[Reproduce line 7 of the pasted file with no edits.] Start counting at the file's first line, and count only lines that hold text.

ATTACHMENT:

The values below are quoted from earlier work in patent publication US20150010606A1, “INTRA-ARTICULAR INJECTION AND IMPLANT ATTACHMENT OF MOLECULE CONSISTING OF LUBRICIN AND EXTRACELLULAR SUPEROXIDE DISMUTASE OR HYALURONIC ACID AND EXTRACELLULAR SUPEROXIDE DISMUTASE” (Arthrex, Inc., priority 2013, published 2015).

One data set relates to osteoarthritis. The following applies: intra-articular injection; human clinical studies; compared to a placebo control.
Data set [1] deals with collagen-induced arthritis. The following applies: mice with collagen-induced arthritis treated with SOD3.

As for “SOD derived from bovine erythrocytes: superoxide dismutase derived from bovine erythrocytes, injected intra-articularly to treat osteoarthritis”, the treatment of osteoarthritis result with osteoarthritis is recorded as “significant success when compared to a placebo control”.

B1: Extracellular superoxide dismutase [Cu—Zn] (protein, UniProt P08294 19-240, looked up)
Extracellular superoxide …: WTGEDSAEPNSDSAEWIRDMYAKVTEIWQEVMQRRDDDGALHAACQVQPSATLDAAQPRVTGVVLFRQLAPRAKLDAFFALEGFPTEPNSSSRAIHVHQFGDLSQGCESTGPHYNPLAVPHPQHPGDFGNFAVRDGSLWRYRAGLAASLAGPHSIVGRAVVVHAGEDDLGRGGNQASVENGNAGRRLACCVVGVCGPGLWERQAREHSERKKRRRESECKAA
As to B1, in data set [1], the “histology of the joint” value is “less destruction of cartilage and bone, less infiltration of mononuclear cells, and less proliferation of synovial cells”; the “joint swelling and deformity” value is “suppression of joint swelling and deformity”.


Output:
As to B1, in data set [1], the “histology of the joint” value is “less destruction of cartilage and bone, less infiltration of mononuclear cells, and less proliferation of synovial cells”; the “joint swelling and deformity” value is “suppression of joint swelling and deformity”.